John Pike

John Pike was born on 23 February 1877 at Park Farm Cottages, Ramsbury.  He was the son of John Pike, a farm carter, and his wife Emma, née SmithBy 1881, the family had moved to Sanham Green, south of Hungerford, later moving on to Inkpen for a period (when John junior’s occupation on the 1891 census is given as ‘ploughboy’) and then finally settling in Hungerford, in Church Street and Salisbury Row.

In 1898, John joined the 3rd (Militia) Battalion of the Wiltshire Regiment.  Many young men, particularly farm workers or labourers like John, would volunteer for the Militia at this time, as it provided them with a useful addition to their civilian wage and many saw the summer training camp as the equivalent of a paid holiday.  It did of course also provide many men with a basic military training which (although they could not know it at the time) would prove useful in the years to come.

John’s Militia attestation documents have survived, and show us that at the time he enlisted he was living at Kintbury and working as a labourer for a Mr E. Rose – probably Elisha Rose of Hampstead Holt Farm.  He was described as 5 feet 8½ inches tall, weight 137 pounds, brown hair and eyes and a fresh complexion.  He served from 4 March 1898 to 3 January 1899, then exercised his option to purchase his discharge by paying £1.

By 1901, John was back at the family home in Church Street, Hungerford and working as a ‘packer’, or platelayer, on the railway.  On 7 September that year, he married Elizabeth Sturgess of Sanham Green, also of an established local family.  Interestingly, his occupation on his marriage certificate is given as ‘hay-tier’ – a seasonal job associated with harvest-time, rather than a full-time career.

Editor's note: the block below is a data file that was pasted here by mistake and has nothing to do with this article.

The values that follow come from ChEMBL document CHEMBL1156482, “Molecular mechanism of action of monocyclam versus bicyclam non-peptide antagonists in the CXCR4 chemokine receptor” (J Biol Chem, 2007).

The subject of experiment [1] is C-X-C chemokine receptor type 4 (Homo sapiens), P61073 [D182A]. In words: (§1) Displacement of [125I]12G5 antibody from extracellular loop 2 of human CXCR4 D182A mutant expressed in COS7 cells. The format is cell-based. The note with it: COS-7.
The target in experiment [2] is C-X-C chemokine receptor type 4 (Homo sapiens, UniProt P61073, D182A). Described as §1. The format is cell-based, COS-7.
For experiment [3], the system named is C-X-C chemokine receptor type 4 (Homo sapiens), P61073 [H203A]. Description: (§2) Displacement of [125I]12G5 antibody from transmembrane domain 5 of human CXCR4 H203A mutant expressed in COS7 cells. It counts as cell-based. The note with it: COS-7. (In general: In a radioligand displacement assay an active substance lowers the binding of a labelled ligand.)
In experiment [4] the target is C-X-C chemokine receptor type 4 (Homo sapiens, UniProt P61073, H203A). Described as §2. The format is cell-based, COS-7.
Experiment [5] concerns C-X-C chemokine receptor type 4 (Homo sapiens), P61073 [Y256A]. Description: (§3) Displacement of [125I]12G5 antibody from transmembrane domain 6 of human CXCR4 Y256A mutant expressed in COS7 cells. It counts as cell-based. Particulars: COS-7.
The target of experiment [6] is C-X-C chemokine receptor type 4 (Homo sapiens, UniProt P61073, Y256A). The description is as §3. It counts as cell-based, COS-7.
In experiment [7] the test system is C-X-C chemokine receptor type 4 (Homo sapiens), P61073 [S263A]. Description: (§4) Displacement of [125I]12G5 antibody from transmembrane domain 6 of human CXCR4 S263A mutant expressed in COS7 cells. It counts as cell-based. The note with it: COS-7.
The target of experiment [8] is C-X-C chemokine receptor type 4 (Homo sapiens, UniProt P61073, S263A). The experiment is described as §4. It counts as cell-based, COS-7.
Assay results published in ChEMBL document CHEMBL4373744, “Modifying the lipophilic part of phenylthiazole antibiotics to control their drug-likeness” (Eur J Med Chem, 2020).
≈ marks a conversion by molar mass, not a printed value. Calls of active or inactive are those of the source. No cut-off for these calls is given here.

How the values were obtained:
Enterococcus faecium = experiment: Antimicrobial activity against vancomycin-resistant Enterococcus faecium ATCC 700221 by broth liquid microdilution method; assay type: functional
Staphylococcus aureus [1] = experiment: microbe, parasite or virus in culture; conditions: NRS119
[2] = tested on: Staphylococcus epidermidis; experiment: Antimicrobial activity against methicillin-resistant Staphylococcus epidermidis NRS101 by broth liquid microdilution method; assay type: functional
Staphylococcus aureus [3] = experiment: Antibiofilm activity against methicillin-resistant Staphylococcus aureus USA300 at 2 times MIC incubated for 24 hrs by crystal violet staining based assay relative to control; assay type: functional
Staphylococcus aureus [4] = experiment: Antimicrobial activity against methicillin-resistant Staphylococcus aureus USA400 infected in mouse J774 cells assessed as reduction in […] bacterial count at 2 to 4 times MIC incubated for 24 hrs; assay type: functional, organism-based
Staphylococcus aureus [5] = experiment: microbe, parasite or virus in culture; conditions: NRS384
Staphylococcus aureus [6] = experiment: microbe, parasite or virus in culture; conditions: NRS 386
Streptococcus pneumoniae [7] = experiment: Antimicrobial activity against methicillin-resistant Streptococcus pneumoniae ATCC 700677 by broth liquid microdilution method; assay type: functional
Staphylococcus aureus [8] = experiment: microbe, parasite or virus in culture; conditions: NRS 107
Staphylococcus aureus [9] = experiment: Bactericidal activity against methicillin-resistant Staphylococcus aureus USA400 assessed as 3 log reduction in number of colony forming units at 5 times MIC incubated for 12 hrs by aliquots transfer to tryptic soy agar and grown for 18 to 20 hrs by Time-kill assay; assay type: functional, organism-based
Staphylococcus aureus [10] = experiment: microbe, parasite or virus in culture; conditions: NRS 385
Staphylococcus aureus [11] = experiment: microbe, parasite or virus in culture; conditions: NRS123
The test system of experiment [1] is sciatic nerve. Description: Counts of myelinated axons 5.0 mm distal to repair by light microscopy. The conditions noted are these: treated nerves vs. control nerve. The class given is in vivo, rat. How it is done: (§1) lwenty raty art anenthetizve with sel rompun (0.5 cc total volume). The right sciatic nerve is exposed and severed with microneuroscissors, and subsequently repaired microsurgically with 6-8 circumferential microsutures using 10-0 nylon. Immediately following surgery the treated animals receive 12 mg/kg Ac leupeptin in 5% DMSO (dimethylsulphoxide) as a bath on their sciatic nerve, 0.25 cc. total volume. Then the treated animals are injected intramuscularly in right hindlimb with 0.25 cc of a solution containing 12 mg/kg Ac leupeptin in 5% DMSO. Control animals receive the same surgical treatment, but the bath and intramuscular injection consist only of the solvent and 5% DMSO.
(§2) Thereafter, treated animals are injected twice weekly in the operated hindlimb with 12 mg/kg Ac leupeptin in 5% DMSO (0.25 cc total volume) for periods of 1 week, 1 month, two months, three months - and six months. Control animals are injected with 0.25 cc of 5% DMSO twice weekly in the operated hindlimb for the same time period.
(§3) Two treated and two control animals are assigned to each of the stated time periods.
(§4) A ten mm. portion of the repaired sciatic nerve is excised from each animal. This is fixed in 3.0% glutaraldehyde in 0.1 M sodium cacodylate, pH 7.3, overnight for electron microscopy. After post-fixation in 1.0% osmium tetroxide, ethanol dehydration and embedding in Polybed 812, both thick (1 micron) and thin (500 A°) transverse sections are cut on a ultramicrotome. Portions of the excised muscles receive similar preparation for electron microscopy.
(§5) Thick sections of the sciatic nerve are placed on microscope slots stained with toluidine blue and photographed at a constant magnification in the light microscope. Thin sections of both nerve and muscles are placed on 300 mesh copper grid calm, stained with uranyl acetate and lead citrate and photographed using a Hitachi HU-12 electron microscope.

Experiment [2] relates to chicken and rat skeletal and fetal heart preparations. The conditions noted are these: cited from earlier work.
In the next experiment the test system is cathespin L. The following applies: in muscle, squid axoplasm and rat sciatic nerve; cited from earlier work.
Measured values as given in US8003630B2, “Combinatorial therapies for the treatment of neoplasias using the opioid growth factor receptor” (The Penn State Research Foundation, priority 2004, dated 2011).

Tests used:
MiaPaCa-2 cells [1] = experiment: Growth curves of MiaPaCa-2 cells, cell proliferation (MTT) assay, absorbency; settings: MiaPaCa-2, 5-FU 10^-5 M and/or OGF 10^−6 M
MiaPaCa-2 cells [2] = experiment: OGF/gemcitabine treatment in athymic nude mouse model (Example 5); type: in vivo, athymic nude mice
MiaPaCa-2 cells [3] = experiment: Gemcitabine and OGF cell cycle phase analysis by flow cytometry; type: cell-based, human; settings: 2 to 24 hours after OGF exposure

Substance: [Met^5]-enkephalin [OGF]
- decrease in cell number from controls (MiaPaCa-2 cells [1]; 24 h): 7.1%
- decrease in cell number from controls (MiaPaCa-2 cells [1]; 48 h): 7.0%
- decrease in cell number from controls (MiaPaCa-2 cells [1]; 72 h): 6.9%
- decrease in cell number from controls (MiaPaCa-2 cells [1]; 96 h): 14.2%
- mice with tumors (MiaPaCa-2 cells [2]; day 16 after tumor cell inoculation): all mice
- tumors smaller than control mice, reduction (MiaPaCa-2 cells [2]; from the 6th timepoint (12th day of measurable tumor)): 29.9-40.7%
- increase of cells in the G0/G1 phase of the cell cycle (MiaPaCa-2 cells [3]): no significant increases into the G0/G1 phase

By 1911, John and Elizabeth were living at Burderop, near Wroughton, Wiltshire, with John working as a farm carter like his father.  The census shows that the couple had adopted a 13 year old girl, Beatrice Edwards of Stratton.

Unfortunately we do not know when John Pike moved to Welford, or what his link to the parish was.  We can only assume that at some point between 1911 and 1914, John and Elizabeth decided to move back nearer to their home area.  The Pike surname is not found in the 1911 census for Welford, or the list of contributors to the Memorial fund compiled immediately after the war, suggesting that the family did not settle permanently in the parish.  Indeed, the Soldiers Died in the Great War database states that John was the husband of Elizabeth Pike of 20 Wharf Road, Wroughton.

John’s name appears on the first list of Welford men on active service in the Great War published by the Newbury Weekly News, on 24 September 1914, so he clearly volunteered for service very early in the war.  He enlisted at Reading into the Wiltshire Regiment, 5th Battalion, service number 3/500.

The 5th was a ‘service’ battalion (i.e. formed for the duration of the war) created at Devizes as part of 40th Brigade, 13th (Western) Division in August 1914.  The Division initially assembled on Salisbury Plain, moving to Chiseldon and Cirencester in September, and concentrating at Blackdown Camp, near Farnborough, Hampshire, at the end of February 1915.  On 1 July 1915 they left Avonmouth Docks on SS Franconia bound for Galliopli, where they were to receive a Battle Honour for their part in the action at Sari Bair that August. 

John Pike’s Medal Index Card shows that he entered the Balkan theatre of war (which included Gallipoli) on 22 November 1915 so it appears he went with a reinforcement draft, rather than with the first draft of the Battalion.  At that point, the 5th Wilts were in positions at Lala Baba, suffering all the dangers and discomforts of trench warfare.